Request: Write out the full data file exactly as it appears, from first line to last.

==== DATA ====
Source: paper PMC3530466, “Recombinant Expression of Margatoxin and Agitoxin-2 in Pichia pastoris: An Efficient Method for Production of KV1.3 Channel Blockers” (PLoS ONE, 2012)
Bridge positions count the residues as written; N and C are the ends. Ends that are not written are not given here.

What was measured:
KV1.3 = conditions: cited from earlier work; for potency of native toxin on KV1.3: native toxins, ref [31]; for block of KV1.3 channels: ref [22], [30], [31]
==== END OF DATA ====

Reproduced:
Source: paper PMC3530466, “Recombinant Expression of Margatoxin and Agitoxin-2 in Pichia pastoris: An Efficient Method for Production of KV1.3 Channel Blockers” (PLoS ONE, 2012)
Bridge positions count the residues as written; N and C are the ends. Ends that are not written are not given here.

What was measured:
KV1.3 = conditions: cited from earlier work; for potency of native toxin on KV1.3: native toxins, ref [31]; for block of KV1.3 channels: ref [22], [30], [31]